Ryan Murphy, television's ubiquitous show runner, doesn't have the cleanest record for representing women and minorities in a way that's particularly flattering, which we covered in detail here. American Crime Story aside, some of his biggest projects (American Horror Story and Glee) and even the lesser ones (Scream Queens) have some troublesome depictions of both demographics, especially when considering women and minorities are sorely underrepresented in media as it is. One way we might be able to fix that? Put more of them behind the camera.

It appears Murphy got the memo. Amid ongoing unrest about underrepresentation in Hollywood, Murphy has pledged to fill half the positions for television directors on his projects with women and minorities—a big move if he actually follows through. The Hollywood Reporter spoke with Murphy about the endeavor, which he'll tackle with his 20th Century Fox TV-based production company Half.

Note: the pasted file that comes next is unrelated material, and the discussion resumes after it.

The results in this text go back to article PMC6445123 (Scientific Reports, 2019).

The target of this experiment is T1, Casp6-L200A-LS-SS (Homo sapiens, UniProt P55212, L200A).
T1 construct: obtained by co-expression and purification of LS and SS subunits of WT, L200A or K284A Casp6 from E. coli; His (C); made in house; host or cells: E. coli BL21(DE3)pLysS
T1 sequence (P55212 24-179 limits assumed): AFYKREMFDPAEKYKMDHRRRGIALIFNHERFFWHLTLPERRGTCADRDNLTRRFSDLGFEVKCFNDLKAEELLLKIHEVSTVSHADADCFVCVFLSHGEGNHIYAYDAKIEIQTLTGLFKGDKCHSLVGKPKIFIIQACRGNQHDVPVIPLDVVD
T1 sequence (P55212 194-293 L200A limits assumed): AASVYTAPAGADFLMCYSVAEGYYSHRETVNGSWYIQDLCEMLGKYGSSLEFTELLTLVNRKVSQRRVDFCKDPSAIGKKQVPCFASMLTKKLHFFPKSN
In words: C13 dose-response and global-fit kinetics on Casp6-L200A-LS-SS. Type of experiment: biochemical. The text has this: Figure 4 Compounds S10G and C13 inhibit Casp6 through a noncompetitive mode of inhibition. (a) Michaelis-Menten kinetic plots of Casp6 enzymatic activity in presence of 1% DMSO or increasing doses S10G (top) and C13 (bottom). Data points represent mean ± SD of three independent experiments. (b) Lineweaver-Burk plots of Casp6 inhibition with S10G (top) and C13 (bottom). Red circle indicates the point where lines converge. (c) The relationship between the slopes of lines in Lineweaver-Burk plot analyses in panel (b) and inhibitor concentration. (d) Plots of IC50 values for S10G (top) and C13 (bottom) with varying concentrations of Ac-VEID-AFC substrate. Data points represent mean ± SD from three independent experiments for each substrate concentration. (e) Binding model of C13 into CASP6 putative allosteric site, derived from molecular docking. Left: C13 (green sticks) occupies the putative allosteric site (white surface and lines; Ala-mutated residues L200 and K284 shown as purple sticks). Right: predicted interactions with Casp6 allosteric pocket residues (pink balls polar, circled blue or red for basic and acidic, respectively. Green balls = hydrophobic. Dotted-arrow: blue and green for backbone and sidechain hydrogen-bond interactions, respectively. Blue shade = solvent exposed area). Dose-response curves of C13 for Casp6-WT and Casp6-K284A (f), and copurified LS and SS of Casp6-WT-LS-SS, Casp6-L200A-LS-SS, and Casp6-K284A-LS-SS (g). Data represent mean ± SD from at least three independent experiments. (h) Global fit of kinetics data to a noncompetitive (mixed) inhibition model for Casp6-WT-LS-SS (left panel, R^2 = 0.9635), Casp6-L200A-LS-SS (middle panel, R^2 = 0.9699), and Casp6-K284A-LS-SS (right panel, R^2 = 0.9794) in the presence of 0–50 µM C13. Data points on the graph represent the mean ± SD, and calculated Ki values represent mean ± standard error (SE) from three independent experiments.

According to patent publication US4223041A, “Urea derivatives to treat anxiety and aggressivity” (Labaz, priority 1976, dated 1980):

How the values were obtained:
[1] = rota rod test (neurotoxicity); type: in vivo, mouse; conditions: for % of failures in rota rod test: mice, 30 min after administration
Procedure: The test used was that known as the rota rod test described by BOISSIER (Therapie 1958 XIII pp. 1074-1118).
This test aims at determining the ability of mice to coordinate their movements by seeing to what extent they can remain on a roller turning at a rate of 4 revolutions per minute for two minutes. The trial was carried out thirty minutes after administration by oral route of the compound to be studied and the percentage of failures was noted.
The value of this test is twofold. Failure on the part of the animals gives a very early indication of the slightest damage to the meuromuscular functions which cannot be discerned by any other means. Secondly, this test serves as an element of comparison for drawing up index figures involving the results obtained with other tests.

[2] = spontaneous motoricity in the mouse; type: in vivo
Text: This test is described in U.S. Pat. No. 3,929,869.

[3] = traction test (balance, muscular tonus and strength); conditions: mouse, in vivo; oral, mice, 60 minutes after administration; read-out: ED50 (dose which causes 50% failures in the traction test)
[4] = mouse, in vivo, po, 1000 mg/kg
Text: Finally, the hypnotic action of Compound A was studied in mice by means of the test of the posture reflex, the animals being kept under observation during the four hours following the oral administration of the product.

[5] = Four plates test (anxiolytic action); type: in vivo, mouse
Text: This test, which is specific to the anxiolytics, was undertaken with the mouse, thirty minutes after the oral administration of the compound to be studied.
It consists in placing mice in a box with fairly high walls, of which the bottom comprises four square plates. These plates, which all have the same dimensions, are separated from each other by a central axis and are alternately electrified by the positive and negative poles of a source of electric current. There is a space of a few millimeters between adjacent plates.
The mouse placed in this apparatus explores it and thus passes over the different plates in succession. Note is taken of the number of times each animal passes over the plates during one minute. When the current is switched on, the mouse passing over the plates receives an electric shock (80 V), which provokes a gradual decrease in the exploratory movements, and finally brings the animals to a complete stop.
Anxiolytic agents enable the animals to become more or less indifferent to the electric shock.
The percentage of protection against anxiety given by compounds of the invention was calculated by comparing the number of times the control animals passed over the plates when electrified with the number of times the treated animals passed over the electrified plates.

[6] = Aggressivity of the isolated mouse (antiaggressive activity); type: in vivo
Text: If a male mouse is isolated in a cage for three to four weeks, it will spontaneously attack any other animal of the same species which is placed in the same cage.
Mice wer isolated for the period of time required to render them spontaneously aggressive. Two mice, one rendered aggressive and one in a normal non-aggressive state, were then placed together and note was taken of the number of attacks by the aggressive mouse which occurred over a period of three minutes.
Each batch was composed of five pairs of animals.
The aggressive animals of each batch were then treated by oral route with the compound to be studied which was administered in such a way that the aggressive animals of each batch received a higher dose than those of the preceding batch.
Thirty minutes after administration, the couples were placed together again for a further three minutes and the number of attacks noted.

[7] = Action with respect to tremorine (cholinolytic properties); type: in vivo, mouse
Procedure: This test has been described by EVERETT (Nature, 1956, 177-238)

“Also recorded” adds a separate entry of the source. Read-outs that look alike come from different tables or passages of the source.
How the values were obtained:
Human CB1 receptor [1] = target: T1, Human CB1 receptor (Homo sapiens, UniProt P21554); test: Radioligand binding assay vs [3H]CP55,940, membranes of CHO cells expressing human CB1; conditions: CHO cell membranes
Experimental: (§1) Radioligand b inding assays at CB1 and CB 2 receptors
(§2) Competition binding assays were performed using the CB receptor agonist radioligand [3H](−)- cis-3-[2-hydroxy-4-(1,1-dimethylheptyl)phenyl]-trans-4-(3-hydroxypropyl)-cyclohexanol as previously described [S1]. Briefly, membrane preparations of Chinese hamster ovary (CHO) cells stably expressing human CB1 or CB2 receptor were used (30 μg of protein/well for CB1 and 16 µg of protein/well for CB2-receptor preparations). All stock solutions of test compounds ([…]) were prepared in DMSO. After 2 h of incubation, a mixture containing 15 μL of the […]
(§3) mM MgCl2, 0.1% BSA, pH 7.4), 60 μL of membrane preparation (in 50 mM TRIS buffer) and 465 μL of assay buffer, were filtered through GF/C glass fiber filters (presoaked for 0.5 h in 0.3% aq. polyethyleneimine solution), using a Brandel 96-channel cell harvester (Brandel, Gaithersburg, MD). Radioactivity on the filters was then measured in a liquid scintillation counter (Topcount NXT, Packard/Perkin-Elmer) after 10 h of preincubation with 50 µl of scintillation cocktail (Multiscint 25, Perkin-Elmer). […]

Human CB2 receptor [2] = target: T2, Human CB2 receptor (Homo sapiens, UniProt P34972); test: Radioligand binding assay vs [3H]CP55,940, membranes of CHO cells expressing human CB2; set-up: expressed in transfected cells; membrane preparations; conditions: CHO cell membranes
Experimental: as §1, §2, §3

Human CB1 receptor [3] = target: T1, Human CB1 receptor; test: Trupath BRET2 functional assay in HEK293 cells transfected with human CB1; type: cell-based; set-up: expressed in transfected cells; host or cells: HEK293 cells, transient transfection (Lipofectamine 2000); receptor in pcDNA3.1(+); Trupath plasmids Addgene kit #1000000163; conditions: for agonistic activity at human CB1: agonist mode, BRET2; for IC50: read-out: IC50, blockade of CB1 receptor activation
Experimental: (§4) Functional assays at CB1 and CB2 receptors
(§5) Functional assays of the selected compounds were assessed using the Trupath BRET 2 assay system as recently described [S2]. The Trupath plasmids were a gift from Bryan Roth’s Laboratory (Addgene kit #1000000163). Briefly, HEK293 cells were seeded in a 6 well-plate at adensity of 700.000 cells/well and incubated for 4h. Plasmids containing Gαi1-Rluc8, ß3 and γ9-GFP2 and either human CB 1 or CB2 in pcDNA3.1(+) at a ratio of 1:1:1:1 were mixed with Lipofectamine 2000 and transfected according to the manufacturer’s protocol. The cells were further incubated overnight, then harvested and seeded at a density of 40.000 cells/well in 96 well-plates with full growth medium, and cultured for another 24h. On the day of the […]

Murphy's focus initially was on providing more opportunities to female directors, comprising only 16 percent of TV's directorial roles during the 2014-15 season. He has since broadened his ambitions to include all minority candidates, which make up only 18 percent, according to the DGA. Among Murphy's goals: By the end of 2016, he is committed to having 50 percent of all director slots on his shows — Scream QueensAmerican Crime Story and American Horror Story — filled by either women or minority candidates, which he defines as people of color or members of the LGBTQ community.

"I personally can do better," Murphy said. And it's true. If this project comes to fruition, it may coax others in similar positions of power to follow suit. Your move, Hollywood.